‘We’re not afraid to confront fascism’


Brazilians vote on October 28 in an election that will be critical for the future of Latin America. Far-right candidate Jair Bolsonaro, who topped the first round of the presidential election on October 7, faces off against the Workers’ Party (PT) candidate Fernando Haddad in the second round vote.

Facing the real prospect of a Bolsonaro win, the country’s social movements are stepping up their efforts to confront fascism, at the polls and on the streets.

Speaking to Brasil de Fato’s Lucio Garriga and Gerardo Szalkowicz, Rural Landless Workers Movement (MST) leader Alexandre Conceição analyses the rise of the “Bolsonaro phenomenon”, with the far-right candidate taking 46% in the first round, and discusses how the largest social movement in the continent is preparing itself to confront a likely ultra-right government.

What is the situation like in the lead up to the second round of voting for the presidency and governorships? 

We are involved in a fierce campaign where the enemies of the working class and of a free Latin American continent have united behind the fascist candidature of Bolsonaro. The economic elites, the judiciary and the corporate media are openly supporting him.

What we are also witnessing is a cyber war being fought via social media, in particular on WhatsApp — a fierce campaign of lies against our candidates.

If we could get rid of social media for two days, Bolsanaro’s campaign would completely collapse, because his strategy is to not do any interviews or participate in political debates.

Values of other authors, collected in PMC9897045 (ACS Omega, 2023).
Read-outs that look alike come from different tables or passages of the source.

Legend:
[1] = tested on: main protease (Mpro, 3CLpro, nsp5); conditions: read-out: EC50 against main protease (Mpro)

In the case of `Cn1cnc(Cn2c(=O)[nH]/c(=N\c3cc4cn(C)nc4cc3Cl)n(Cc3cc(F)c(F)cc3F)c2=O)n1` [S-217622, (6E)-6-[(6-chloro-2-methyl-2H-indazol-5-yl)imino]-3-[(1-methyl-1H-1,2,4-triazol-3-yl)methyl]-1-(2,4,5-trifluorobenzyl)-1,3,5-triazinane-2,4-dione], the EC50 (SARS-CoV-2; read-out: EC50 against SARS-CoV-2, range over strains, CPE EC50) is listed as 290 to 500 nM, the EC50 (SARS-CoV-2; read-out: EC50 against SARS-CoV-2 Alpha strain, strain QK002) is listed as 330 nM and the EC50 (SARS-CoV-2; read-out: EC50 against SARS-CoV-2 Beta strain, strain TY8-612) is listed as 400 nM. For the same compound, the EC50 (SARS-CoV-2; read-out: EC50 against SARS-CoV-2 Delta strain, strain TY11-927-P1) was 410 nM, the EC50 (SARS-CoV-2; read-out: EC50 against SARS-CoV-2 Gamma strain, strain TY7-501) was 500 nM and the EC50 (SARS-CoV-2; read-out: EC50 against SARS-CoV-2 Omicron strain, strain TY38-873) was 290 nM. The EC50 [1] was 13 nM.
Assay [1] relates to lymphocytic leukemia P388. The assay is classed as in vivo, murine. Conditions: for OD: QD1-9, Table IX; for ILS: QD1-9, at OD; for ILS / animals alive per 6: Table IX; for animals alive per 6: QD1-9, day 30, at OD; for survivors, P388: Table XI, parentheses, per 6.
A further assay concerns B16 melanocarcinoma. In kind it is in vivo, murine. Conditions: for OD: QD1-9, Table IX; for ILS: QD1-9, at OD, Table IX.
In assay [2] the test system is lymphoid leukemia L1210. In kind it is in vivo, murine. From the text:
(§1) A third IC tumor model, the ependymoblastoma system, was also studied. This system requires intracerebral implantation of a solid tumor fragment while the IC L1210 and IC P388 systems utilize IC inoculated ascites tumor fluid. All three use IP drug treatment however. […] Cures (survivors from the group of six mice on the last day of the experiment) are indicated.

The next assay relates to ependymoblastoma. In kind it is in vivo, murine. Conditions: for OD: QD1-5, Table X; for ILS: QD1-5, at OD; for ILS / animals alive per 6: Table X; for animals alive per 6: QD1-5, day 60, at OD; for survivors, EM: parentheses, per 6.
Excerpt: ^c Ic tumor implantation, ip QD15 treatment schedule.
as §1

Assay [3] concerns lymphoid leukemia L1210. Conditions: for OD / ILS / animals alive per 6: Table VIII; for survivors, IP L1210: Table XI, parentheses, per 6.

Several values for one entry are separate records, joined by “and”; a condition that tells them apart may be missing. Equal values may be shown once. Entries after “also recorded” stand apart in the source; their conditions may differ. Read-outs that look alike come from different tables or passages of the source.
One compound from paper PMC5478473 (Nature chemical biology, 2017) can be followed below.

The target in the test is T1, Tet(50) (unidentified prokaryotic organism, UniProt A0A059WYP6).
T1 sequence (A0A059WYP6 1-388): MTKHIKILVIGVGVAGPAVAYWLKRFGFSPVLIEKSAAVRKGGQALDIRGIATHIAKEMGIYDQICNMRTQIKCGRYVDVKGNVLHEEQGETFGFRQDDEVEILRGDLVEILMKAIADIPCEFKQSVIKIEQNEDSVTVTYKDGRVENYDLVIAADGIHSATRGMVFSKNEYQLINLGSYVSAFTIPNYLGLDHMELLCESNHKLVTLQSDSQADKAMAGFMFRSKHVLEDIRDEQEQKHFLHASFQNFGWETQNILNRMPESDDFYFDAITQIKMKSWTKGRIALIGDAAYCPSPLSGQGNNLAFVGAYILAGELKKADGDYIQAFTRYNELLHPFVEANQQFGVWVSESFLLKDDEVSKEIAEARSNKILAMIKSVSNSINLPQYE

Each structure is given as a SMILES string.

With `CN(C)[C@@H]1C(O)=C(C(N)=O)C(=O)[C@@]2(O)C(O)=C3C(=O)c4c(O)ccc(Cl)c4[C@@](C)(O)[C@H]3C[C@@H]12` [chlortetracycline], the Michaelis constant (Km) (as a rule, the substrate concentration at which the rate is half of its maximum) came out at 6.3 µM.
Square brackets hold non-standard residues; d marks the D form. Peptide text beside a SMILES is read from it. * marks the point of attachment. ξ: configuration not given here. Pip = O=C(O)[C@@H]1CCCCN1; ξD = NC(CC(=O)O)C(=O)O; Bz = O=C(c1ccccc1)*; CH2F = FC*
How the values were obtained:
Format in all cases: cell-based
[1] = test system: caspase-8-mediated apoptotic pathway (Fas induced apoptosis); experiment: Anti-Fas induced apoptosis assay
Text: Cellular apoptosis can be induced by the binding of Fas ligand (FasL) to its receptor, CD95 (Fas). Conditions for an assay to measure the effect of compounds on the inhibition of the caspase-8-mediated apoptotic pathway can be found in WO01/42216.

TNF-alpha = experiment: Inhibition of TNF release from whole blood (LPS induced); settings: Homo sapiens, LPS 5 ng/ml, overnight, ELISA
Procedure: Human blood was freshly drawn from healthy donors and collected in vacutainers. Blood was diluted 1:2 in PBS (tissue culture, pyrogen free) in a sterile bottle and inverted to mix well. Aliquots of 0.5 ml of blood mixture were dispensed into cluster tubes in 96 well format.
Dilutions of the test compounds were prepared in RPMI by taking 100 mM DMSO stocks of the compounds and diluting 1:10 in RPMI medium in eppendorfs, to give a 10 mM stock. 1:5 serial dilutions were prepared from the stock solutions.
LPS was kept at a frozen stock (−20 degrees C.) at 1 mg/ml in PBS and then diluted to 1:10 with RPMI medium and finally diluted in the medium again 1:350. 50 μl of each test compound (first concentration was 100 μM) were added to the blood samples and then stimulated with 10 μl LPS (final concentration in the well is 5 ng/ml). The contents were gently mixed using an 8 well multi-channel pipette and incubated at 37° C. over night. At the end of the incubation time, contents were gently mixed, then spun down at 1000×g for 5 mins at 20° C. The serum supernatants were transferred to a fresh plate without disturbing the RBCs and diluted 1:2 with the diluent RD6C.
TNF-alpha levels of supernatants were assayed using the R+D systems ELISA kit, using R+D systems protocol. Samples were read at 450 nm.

His campaign is instilling hatred and violence, with a promise that his government will resolve the problems of corruption.

This is what we are up against.

Haddad has only been campaigning for 40 days and began with 4% support in the polls [having taking over as the PT candidate after the PT’s jailed popular leader Lula was barred from running by the Supreme Court]. Now he has almost 42%, just 8 percentage points from reaching 50%.

They are trying to convert Bolsonaro into a kind of mythical character, but there is no myth about him — he is a monster who will hand over Brazil’s national sovereignty.

How do you analyse the “Bolsonaro phenomenon”? 

Bolsanaro is the consolidation of the coup [against former PT president Dilma Rousseff in 2016], which has as its base a campaign that promotes hatred, violence and misogyny. His political and economic project is to hand over Brazil’s natural resources and privatise all our goods and state-owned companies.

He is supported by foreign capital, above all US corporations.

How have the evangelical churches influenced the rise of Bolsonaro?

The evangelical churches are also part of this coalition of reactionary forces, via its pastors who only think about money and not religion.

They have campaigned strongly against democracy and in defence of “the family”, private property and the idea that violence can only be fought with more violence.

The evangelical churches have played a fundamental role in building support for the fascist candidate, above all in poor neighbourhoods.

But it should be said that this does not include all of the evangelical church; there are many pastors who support democracy and support Haddad.

How are you preparing to face a Bolsonaro government, keeping in mind the threats against the MST? 

The situation will be very difficult because it will further incentivise violence via paramilitaries, media attacks and the criminalisation of dissent.

We have resisted coups, dictatorial governments, neoliberal governments and, without doubt, we will resist a fascist government if it comes to power.

We will have to adapt our security measures and our strategy of continuing to occupy land, but at the same time we will continue to produce food while protecting life, the environment and the territories we have won through land reform.

We also hope to be able to count on a lot of solidarity from Latin America and the world.

I remember what the coup in Honduras in 2009 was like and a song that the Honduran resistance sang, which said: “They are afraid of us because we are not afraid.”

We are not afraid of confronting a fascist government.

[Translated from Brasil de Fato by Federico Fuentes.]

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